The Washington Post
Dictionary Urged to Delete 'False' Definition of Anti-Semitism
By Caryle Murphy
March 13, 2004
A leading Arab American civil rights organization has asked Merriam-Webster Inc. to publicly repudiate what the group calls a "false and damaging" definition of anti-Semitism in the unabridged version of Webster's Third New International Dictionary.
That dictionary lists, as one of the meanings of anti-Semitism, "opposition to Zionism: sympathy with opponents of the state of Israel."
In its complaint to Merriam-Webster, the American-Arab Anti-Discrimination Committee also asked the company to delete the definition in future reprintings of the 2,662-page dictionary's current edition and to insert a correction sheet into printings already made.
Leaving the definition uncorrected, the committee said in a March 3 letter, "smears and impugns the motives of all those who support the human and political rights of Palestinians; undermines the efforts of Arab and Jewish groups working for Middle East peace [and] stigmatizes legitimate political opinions and activities."
Merriam-Webster spokesman Arthur Bicknell said the company has no plans to immediately change the definition. But he added that because the definition no longer reflects current usage, "it is likely that [it] will be changed or eliminated" in the dictionary's fourth edition, which will be published in seven to 10 years.
Hussein Ibish, director of communications for the anti-discrimination committee, called Merriam-Webster's response "totally unacceptable. . . . It's not good enough to say in 10 years' time they'll deal with it."
Ibish said the committee has no problem with the dictionary's first definition of anti-Semitism, which describes it as "hostility toward Jews as a religious or racial minority group, often accompanied by social, political or economic discrimination." But he called the second definition "absolutely ridiculous."
Several other Merriam-Webster dictionaries, including its collegiate and online publications, are abridged versions of the International -- the company's flagship reference work -- and do not contain the second definition.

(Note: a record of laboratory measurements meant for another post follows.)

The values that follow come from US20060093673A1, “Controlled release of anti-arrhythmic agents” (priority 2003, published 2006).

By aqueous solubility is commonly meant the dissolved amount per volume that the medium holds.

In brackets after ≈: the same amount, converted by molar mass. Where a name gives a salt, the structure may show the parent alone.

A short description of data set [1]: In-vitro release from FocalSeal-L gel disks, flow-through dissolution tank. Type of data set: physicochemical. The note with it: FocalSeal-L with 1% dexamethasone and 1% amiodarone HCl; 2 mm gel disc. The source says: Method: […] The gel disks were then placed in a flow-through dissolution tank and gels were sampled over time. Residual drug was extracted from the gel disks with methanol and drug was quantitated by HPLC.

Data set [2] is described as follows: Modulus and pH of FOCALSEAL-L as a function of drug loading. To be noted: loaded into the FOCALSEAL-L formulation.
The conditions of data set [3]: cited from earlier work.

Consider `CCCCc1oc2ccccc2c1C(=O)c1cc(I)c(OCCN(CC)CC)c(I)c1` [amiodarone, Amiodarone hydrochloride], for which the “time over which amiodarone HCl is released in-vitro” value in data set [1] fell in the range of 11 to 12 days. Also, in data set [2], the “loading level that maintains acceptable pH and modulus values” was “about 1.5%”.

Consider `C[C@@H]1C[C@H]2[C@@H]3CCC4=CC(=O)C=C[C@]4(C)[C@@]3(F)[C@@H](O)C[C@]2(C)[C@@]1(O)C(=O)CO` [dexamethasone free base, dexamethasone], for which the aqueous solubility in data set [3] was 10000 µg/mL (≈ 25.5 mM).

The anti-discrimination committee became aware of the definition through Silver Spring resident Dan Walsh, Ibish said. Walsh is a political consultant who has collected more than 3,500 political posters relating to Palestine, supports Palestinian self-determination and has written extensively on his Web site about what he regards as a mistaken "fusion" of anti-Semitism with anti-Zionism.
When Walsh first questioned the definition with Merriam-Webster in 2001, senior editor Stephen J. Perrault replied by quoting from a memo by a Merriam-Webster researcher, who wrote that the definition was based "on a small group of citations clustered in the years 1947-1952" in which anti-Semitism was strongly associated with opposition to Israel or Zionism.
The memo went on to call that definition "now a relic and not needed in a dictionary that records primarily the contemporary vocabulary of English."
Ken Jacobson, associate national director of the Anti-Defamation League, a Jewish advocacy group, said defining anti-Semitism as "opposition to Zionism" is "close enough" to be a legitimate definition. "Zionism is the national expression of the Jewish people, and to deny that, it seems to me, most often reflects anti-Semitic views," he said. "It's an attack on the collectivity of the Jewish people."
Jacobson said, however, that he "would have a problem" with defining anti-Semitism as "sympathy for the opponents of Israel" because "it's too vague. . . . It might be appropriate in some cases, but there are too many exceptions to that that make it an inappropriate definition."
Bicknell said the dictionary publisher, based in Springfield, Mass., receives "hundreds if not thousands of requests each year from a wide variety of people who would like us to alter the definitions in our dictionary in order to promote a particular cause, interest or belief, and these requests come from all parts of the political spectrum."
Although the company appreciates "that people feel very strongly about particular words," Bicknell added, "we can't allow such considerations to deflect us from our primary job as lexicographers, which is to create a painstakingly accurate and comprehensive record of the English language based upon actual usage data."